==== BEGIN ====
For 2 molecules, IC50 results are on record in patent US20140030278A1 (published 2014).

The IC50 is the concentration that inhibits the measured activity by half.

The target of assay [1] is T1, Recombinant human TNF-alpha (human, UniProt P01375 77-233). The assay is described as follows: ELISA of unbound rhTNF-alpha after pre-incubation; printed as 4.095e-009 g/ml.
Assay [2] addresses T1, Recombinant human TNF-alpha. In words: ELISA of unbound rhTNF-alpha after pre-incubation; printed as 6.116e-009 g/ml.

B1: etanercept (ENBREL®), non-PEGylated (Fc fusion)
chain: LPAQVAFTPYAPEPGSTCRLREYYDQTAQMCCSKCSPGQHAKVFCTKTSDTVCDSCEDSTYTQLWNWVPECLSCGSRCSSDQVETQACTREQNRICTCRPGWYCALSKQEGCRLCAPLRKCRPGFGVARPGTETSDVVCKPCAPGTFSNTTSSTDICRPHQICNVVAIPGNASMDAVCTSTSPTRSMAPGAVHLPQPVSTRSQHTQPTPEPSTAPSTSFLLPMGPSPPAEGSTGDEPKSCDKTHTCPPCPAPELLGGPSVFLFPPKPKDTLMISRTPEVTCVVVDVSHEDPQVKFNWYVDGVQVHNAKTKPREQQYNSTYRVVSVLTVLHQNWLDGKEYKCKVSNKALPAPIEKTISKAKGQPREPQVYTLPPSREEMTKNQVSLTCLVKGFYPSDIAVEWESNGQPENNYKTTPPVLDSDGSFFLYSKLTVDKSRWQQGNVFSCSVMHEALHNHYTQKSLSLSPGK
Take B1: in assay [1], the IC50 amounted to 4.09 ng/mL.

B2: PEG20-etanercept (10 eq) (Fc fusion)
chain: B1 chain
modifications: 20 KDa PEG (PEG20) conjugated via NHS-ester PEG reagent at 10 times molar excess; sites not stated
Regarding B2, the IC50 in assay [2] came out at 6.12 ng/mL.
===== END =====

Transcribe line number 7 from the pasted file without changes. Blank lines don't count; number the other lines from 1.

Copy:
Take B1: in assay [1], the IC50 amounted to 4.09 ng/mL.